So, more and more people are coming around to the fact that collaborative divorce is a more sensible approach to resolving private family issues than the traditional courtroom divorce. However, a comment that I frequently hear when discussing collaborative divorce with those not familiar with the process is that it is only for the very wealthy. Not only attorneys, but also a collaborative facilitator and financial professional are retained, so only the very rich can utilize the collaborative model, right?
According to a four year study conducted by the International Academy of Collaborative Professionals, 87% of female participants and 47% of male participants of collaborative cases make less than $100,000.
Though the collaborative model will not be the cheapest model in all cases, it has a substantial opportunity to cost less than traditional trial practice for several reasons.
First, one of the most emotional and costliest issues in family law matters is child custody. Attorneys in traditional litigated cases tend to draft questions to be answered under oath, set depositions, conduct research to not only put their client in the best possible light but to put the opposing party in the worst possible light, and prepare for trial. The attorneys’ fees for each of these actions add up quite quickly. On the other hand, all of these costs can be greatly reduced in a collaborative case with the inclusion of facilitators, who are generally trained mental health professionals, as they are able to cut through the clutter of emotionally-charged issues and bring the parties (and attorneys) to focus on the future and best interests of the children.
Similarly, the inclusion of a financial professional creates tremendous cost-savers. For example, in traditional litigation cases, attorneys often draft requests that the opposing party provide reams of financial documents which could conceivably be relevant, and, once provided, the attorney can spend countless billable hours meticulously combing through the documents. In contrast, in collaborative divorces, financial professionals will request documents that are tailor-made for this matter, and their familiarity and understanding of finances enable them to review and assess the documents and develop settlement options more quickly than attorneys.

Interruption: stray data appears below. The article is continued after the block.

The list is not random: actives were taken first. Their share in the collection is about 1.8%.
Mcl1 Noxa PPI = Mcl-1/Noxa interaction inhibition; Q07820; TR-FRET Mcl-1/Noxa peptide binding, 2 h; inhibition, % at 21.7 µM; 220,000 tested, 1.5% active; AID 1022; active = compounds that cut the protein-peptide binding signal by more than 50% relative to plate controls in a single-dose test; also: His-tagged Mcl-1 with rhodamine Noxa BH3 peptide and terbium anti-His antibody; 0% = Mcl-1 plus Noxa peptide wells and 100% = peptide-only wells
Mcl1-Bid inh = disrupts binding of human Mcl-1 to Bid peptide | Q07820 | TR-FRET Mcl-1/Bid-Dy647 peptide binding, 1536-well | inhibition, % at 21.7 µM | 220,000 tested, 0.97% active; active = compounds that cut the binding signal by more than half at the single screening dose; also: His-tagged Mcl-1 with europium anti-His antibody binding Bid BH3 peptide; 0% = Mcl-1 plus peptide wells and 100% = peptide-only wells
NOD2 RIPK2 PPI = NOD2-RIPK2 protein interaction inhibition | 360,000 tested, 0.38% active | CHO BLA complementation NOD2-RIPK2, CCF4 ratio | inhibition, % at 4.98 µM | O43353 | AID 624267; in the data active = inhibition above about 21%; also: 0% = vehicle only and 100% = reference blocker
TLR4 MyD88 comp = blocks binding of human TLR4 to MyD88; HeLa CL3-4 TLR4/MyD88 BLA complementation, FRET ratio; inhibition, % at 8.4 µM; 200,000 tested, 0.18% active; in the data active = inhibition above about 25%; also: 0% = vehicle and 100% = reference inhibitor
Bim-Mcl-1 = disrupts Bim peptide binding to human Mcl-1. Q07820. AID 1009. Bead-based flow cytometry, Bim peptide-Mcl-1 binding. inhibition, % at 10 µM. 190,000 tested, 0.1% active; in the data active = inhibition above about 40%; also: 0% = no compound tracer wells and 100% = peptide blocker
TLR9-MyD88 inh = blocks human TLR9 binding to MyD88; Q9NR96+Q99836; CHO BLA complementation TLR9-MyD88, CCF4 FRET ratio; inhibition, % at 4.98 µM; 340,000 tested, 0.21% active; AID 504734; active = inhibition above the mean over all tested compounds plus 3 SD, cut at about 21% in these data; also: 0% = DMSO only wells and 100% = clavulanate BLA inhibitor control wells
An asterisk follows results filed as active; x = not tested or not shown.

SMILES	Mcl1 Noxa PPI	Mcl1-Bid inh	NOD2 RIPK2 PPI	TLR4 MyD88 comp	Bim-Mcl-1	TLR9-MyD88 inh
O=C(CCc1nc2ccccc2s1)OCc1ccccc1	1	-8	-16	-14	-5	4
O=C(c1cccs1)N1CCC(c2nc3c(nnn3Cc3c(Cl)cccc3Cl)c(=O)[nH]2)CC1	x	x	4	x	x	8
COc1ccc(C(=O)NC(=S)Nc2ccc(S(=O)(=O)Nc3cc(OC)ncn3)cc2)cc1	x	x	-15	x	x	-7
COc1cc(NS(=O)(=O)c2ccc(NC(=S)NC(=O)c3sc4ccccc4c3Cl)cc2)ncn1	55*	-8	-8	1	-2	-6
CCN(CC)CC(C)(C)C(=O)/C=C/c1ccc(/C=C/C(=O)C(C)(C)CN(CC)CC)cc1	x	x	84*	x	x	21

Further, the fact is that the vast majority of litigation cases eventually settle. However, because trial remains an option, in litigation practice lawyers always must have cases run on two tracks: (i) reach out and attempt to come to settlement with the opposing party while (ii) always preparing to fight it out in court in the event that settlement is not reached. In collaborative divorce, attorneys are retained solely for the purpose of settlement, and so they are not expending the extra time and resources planning for a court battle.
So, is collaborative divorce only for rich people? The answer is a resounding “no,” and you should speak with a trained collaborative professional to find out how this process can help you and your family.
Adam B. Cordover is a family law attorney and 2014 President of the Next Generation Divorce.